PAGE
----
CONSTANTIN Chernenko was a sick man -- perhaps that is why he was chosen -- when he was elevated to the top spot in the Kremlin last February. Since then this 72-year-old heart patient, who has no achievement or even aspiration connected to his name, evidently has gone downhill. He is reported to have been in a Moscow hospital since July, and whether he is conducting his office at all is in some doubt. That doubt is only aggravated when boilerplate statements are repeatedly issued in his name -- the "interview" published yesterday falls into that category -- while he remains unseen.

What this means from a political standpoint is that the Kremlin elite, which is unaccountable in these matters, is quite possibly on the verge of installing its fourth chief -- after Brezhnev, Andropov and Chernenko -- in less than two years. The old guard has steadily refused to repose power in the hands of a younger man, who presumably would have the requisite time and energy to put his own mark on the structure of Soviet authority. What tension there is to the Chernenko countdown arises precisely from the question of whether the likeliest younger man, 53-year-old Mikhail Gorbachev, will make it to the top this time.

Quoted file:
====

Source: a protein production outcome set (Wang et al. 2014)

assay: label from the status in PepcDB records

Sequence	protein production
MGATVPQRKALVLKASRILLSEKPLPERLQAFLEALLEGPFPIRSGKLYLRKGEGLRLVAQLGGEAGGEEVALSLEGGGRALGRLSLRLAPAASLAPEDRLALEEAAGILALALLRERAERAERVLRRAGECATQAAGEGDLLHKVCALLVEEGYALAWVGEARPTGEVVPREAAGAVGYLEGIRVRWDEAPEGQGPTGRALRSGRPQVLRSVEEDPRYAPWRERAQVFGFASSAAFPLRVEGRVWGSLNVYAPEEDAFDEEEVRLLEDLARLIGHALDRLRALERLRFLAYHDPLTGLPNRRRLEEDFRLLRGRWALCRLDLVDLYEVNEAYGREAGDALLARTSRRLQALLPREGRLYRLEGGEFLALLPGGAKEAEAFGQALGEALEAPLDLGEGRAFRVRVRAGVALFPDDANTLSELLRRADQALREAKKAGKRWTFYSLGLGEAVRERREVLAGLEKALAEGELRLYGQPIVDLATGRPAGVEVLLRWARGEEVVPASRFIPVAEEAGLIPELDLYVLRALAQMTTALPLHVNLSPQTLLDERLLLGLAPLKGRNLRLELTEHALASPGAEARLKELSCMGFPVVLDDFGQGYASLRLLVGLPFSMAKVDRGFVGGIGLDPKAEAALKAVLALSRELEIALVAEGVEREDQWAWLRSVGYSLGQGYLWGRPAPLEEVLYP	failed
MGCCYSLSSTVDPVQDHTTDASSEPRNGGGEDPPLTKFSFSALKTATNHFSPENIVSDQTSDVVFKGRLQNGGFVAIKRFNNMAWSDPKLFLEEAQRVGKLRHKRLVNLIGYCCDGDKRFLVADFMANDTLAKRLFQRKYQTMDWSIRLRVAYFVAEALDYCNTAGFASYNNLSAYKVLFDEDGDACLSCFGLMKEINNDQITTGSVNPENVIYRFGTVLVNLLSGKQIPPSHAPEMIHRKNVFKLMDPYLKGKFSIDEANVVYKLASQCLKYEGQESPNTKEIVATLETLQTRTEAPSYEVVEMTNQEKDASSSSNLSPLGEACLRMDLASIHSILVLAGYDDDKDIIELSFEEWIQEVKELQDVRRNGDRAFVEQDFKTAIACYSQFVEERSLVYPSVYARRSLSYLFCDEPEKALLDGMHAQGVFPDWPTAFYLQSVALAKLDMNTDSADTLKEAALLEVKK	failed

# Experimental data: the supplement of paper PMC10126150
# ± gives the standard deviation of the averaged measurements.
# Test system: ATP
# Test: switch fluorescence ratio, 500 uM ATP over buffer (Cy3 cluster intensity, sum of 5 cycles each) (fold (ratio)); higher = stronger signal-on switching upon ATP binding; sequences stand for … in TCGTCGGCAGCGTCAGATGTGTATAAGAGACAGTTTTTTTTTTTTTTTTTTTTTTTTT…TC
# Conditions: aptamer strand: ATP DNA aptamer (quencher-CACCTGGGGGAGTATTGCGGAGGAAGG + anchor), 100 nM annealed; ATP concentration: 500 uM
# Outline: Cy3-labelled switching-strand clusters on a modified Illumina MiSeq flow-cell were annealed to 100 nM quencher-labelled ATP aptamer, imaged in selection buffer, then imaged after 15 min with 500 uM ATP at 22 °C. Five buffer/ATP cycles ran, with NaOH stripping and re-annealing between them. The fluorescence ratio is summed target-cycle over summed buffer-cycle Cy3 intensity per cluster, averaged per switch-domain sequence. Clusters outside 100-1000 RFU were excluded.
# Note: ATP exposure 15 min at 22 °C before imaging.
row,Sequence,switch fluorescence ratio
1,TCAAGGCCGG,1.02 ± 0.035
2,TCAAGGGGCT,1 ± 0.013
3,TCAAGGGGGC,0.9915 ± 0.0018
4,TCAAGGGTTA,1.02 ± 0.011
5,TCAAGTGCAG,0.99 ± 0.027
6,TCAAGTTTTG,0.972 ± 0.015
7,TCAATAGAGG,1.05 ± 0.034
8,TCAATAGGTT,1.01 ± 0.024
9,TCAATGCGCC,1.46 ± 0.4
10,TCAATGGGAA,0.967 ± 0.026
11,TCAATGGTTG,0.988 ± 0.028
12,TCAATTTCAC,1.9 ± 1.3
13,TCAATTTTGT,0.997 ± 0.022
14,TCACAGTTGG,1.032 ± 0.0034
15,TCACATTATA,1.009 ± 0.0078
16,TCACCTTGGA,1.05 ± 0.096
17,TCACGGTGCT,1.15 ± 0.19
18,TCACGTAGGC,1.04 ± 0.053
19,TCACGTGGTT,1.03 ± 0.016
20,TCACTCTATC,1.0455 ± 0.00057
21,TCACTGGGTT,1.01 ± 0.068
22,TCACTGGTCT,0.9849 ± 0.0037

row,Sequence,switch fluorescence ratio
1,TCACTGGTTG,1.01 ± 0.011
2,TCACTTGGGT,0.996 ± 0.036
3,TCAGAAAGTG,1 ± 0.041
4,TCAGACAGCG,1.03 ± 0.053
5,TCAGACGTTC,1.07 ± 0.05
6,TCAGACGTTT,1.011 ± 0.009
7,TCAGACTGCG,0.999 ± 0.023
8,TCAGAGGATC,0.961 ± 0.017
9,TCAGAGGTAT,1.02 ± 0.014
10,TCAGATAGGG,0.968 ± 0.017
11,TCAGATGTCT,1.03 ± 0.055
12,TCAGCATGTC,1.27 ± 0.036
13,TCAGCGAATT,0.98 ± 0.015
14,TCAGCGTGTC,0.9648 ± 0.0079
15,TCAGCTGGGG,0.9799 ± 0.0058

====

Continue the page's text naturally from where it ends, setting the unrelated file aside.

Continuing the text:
Has it made a difference that the leading post in the Kremlin has been occupied through most or all of the Reagan presidency by a dying man? The administration has often blamed some part of the dismal state of Soviet-American relations on the lack of a strong and active Soviet leader. It has also been putting forward an election-year theory that the Soviets have now had time to absorb the lessons President Reagan has been trying to teach them by his arms policies and assertion of American will and that, being thus chastened, they may be ready to do business with the United States in a second Reagan term.

The self-serving quality of this theory is evident. Still, the Soviet system, being inherently cautious and bureaucratic, needs a strong push from the top to take risky initiatives -- and all peaceful initiatives are risky. It would be startling if the Kremlin had not been slowed in its political responses by the lack of such a strong push since the late Brezhnev years.

The most conspicuous acts of Soviet policy in the past few years have appeared to reflect a conservative consensus or simple negative reflex -- cutting off Solidarity, for instance, rearming Syria, shooting down the Korean airliner, boycotting the arms talks and the Olympics. All these acts have cost Moscow heavily in its dealings with the United States. They have also helped to build popular support for a hard- line, anti-Soviet president whose policies Moscow professes to find anathema. Some strategy.